The Inquirer described the heroic figure and it’s setting: on the right side of the monumental figure “stands a furnaceman, exerting his strength to tilt a huge ladle of molten steel into ingot molds. On the left side there is a smith swinging a huge hammer and typifying the traditional worker in iron and steel. Flames from the furnaces sweep up around the legs of these three figures. On the pedestal on which they stand there is done in bas-relief a series of striking sculptural pictures of scenes in the steel industry; men working before open-hearth furnaces; others chipping steel and loading it upon ‘buggies;’ trains of cars hauling coal and iron ore, fleets of steel barges transporting products upon the interior rivers; blast furnace plants in operation and rolling mills pouring forth tongues of flame.”
That night, “fifty 500-candle power searchlights, concealed in the base of the group [flooded] multi-colored rays of light upward around the pedestal and the stalwart figures of the steel workers,” added the Pittsburgh Gazette Times.
The Italian-born sculptor Frank Vittor had established himself in Pittsburgh eight years prior to the Sesquicentennial. Vittor “created the individual plaster pieces in his Pittsburgh studio using live models in order to realistically depict the muscles and facial details,” we learn from historical curator Nicholas P. Ciotola, “He then shipped the completed work by freight trains to Philadelphia, where he assembled it and coated it with a composition of wax, oil, and paint to protect the plaster from the elements. When unveiled, The Spirit of Steel weighed two tons and stood towering ninety feet high – taller than all of its surroundings on the event grounds.”
Vittor received a gold medal from the Sesquicentennial Exhibition Association for his sculpture. He would attract other opportunities to glorify the story of steel. In the 1930s, Vittor received a commission “for what would become his most lasting tribute to the industrial might western Pennsylvania,” four figures: pioneers, transportation, electricity, and, of course, steel, for the pylons of Pittsburgh’s George Westinghouse Memorial Bridge.
Unlike the monumental plaster “Spirit of Steel” at the Sesquicentennial, these were carved in stone.
[Sources: Making Steel, Stories from PA History, ExplorePAHistory.com (WITF and PHMC); Clifford J. Reutter, “The Puzzle of a Pittsburgh Steeler: Joe Magarac’s Ethnic Identity,” Western Pennsylvania Historical Magazine 63 (January 1980); Nicholas P. Ciotola, “From Honus to Columbus: The Life and Work of Frank Vittor,” in Italian Americans: Bridges to Italy, Bonds to America. Edited by Luciano J. Iorizzo and Ernest E. Rossi, (Teneo Press, 2010); “Steel Industry Statue at Sesqui-Centennial Dedication Wednesday,” Pittsburgh Gazette Times, August 1, 1926; “Steel Men to Give Statue Wednesday, The Philadelphia Inquirer, August 1, 1926; [Daily Schedule] The Sesqui-Centennial International Exhibition, The Philadelphia Inquirer, August 4, 1926; Statue “Steel” Unveiled, The Philadelphia Inquirer, August 5, 1926; Frank Vittor [obituary] The Philadelphia Inquirer, Jan 25, 1968.]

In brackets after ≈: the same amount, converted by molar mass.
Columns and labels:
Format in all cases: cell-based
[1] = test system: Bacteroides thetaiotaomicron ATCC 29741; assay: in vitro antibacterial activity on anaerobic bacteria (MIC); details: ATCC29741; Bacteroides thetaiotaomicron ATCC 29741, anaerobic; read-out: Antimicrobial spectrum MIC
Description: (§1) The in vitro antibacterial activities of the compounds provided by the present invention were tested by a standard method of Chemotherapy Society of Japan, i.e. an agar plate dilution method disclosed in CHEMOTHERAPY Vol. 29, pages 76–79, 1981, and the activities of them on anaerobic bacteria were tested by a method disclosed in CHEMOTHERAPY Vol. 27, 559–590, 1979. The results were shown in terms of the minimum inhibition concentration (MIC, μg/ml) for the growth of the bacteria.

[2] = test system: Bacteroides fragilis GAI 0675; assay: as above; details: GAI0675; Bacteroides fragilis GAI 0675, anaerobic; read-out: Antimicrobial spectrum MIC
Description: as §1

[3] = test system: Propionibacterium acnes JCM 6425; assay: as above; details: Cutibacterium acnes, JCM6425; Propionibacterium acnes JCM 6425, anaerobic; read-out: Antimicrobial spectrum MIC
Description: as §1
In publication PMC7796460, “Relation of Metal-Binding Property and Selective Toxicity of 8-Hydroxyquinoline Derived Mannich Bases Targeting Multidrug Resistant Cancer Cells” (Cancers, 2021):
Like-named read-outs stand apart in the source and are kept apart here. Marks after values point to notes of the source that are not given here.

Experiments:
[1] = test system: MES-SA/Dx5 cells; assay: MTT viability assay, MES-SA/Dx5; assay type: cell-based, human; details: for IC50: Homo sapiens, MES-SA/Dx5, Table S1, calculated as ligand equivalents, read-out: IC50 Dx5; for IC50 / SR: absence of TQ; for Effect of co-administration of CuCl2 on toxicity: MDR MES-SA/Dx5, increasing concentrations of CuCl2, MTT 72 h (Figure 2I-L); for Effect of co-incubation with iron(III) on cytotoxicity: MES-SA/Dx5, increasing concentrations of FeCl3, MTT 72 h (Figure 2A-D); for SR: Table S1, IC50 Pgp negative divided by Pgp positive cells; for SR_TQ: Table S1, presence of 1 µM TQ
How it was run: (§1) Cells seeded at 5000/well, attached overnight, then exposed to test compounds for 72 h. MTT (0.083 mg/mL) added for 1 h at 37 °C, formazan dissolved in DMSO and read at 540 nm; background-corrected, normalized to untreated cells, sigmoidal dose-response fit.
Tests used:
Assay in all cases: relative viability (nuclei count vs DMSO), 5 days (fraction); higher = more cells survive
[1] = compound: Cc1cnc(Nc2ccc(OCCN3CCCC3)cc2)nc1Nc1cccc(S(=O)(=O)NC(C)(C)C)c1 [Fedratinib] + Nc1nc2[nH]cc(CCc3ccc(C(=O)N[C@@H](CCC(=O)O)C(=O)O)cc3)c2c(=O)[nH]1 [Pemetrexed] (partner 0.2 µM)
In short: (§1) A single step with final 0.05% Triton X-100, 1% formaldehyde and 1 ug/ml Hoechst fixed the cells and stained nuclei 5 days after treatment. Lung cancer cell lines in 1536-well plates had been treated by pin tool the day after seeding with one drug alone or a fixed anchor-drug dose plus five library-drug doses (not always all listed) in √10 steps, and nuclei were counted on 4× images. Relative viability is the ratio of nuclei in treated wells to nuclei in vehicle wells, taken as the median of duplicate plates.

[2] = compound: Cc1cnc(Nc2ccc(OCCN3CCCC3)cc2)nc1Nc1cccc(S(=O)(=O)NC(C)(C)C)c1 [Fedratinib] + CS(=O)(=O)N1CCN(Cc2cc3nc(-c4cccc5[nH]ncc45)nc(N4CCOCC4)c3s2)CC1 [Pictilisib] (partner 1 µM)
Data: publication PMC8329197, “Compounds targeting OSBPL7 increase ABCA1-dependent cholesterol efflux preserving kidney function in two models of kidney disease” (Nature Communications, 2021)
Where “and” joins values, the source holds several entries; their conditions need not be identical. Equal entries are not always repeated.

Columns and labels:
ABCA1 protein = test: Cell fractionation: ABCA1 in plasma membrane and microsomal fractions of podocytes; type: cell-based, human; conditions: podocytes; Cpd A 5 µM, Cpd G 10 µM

For more about the story of Pennsylvania steel, see this post: “Men Of Steel.”
The original Rittenhouse Hotel was opened in 1893 on the 2200 block of Chestnut Street. Its designer was the now-forgotten Angus S. Wade. Wade was a Yankee transplant, born in Montpelier, Vermont in 1868. As a young man, he moved to Philadelphia to train in the studio of the highflying Willis Hale, the favorite architect of trolley tycoon Peter A. B. Widener. Like his mentor, Wade was more of a theatrical set designer than an architectural artist. He skillfully layered ornamentation onto rather formulaic structures. His buildings, although beguiling and playful on the surface, lacked the lively silhouettes and bold massings that characterized the oeuvre of Frank Furness. As commercial structures, Angus’s buildings were meant to charm and entice, rather than impress or trascend, the passerby.
The Rittenhouse Hotel fulfilled its theatrical role admirably, serving as a fashionable lodging house during its namesake square’s Gilded Age heyday. An advertisement for the Hotel Rittenhouse in a 1904 edition of The Apothecary advertised that the establishment was only half a block from the College of Physicians, and that it “gave special attention to ladies traveling alone.” The hotel offered both so-called “European” and “American” plans. The former meant that patrons could pay $1.50 (about $43 today) and up per night for rooms only, and the latter $4.00 (about $115 today) and up per night for rooms and all meals in the dining room.
By the end of World War I, however, Victorian hostelries like the Rittenhouse Hotel were looking dated, even chintzy. A photo taken in the autumn of 1920 shows that the entrance marquee adorned with theater style lights that advertised the hotel’s night club (“The Box”) rather than the hotel’s name. The featured band at “The Box” was the “Tierney Five” ensemble, which probably played a mixture of ragtime and early hot jazz. The advertisement is oddly suggestive: a dancing girl superimposed on the profile of an old man.
“Have you dined and danced in The Box?” the advertisement queried.
Since Prohibition had gone into effect only ten months earlier, it is probable that “The Box” was also a speakeasy. If so, it probably earned more money for the owners than the hotel rooms. The sign certainly is a clue!
The dowdy “grande dame” came crashing down in the 1940s, and was replaced by Louis Magaziner’s modernist Sidney Hillman Medical Center. The current Rittenhouse Hotel arose on the site of the old Alexander Cassatt mansion in the 1980s.
“Angus S. Wade,” The Philadelphia Inquirer, February 24, 1932.